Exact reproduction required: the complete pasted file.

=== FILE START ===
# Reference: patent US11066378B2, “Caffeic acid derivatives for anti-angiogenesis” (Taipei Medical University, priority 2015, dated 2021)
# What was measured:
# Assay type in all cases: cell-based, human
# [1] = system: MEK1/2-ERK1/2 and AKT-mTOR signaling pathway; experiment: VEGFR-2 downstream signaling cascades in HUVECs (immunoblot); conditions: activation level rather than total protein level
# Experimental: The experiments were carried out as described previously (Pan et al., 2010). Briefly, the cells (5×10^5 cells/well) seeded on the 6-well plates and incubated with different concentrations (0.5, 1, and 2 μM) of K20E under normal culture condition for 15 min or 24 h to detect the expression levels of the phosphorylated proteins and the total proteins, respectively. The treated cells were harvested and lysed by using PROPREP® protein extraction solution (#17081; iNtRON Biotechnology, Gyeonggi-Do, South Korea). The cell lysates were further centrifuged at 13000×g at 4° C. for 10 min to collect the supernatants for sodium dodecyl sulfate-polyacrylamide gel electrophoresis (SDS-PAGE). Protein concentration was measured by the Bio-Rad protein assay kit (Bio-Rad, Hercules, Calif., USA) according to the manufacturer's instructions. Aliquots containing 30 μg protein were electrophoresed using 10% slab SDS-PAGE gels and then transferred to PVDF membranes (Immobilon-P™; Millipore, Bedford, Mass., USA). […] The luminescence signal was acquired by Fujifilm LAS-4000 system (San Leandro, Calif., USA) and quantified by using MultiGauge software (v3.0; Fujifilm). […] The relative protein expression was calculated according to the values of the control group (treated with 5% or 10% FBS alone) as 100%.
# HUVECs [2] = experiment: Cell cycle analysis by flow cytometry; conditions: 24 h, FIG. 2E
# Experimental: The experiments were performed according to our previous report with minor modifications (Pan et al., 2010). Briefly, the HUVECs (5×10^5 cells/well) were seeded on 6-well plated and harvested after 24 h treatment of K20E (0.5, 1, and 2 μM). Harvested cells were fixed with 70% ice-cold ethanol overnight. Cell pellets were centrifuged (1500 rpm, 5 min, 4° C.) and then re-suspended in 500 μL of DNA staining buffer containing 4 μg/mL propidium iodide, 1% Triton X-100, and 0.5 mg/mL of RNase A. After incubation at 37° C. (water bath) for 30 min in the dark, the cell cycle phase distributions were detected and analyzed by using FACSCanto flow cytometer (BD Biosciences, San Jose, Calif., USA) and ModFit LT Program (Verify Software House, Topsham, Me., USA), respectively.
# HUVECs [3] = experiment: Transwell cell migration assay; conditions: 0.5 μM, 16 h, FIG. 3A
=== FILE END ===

# Reference: patent US11066378B2, “Caffeic acid derivatives for anti-angiogenesis” (Taipei Medical University, priority 2015, dated 2021)
# What was measured:
# Assay type in all cases: cell-based, human
# [1] = system: MEK1/2-ERK1/2 and AKT-mTOR signaling pathway; experiment: VEGFR-2 downstream signaling cascades in HUVECs (immunoblot); conditions: activation level rather than total protein level
# Experimental: The experiments were carried out as described previously (Pan et al., 2010). Briefly, the cells (5×10^5 cells/well) seeded on the 6-well plates and incubated with different concentrations (0.5, 1, and 2 μM) of K20E under normal culture condition for 15 min or 24 h to detect the expression levels of the phosphorylated proteins and the total proteins, respectively. The treated cells were harvested and lysed by using PROPREP® protein extraction solution (#17081; iNtRON Biotechnology, Gyeonggi-Do, South Korea). The cell lysates were further centrifuged at 13000×g at 4° C. for 10 min to collect the supernatants for sodium dodecyl sulfate-polyacrylamide gel electrophoresis (SDS-PAGE). Protein concentration was measured by the Bio-Rad protein assay kit (Bio-Rad, Hercules, Calif., USA) according to the manufacturer's instructions. Aliquots containing 30 μg protein were electrophoresed using 10% slab SDS-PAGE gels and then transferred to PVDF membranes (Immobilon-P™; Millipore, Bedford, Mass., USA). […] The luminescence signal was acquired by Fujifilm LAS-4000 system (San Leandro, Calif., USA) and quantified by using MultiGauge software (v3.0; Fujifilm). […] The relative protein expression was calculated according to the values of the control group (treated with 5% or 10% FBS alone) as 100%.
# HUVECs [2] = experiment: Cell cycle analysis by flow cytometry; conditions: 24 h, FIG. 2E
# Experimental: The experiments were performed according to our previous report with minor modifications (Pan et al., 2010). Briefly, the HUVECs (5×10^5 cells/well) were seeded on 6-well plated and harvested after 24 h treatment of K20E (0.5, 1, and 2 μM). Harvested cells were fixed with 70% ice-cold ethanol overnight. Cell pellets were centrifuged (1500 rpm, 5 min, 4° C.) and then re-suspended in 500 μL of DNA staining buffer containing 4 μg/mL propidium iodide, 1% Triton X-100, and 0.5 mg/mL of RNase A. After incubation at 37° C. (water bath) for 30 min in the dark, the cell cycle phase distributions were detected and analyzed by using FACSCanto flow cytometer (BD Biosciences, San Jose, Calif., USA) and ModFit LT Program (Verify Software House, Topsham, Me., USA), respectively.
# HUVECs [3] = experiment: Transwell cell migration assay; conditions: 0.5 μM, 16 h, FIG. 3A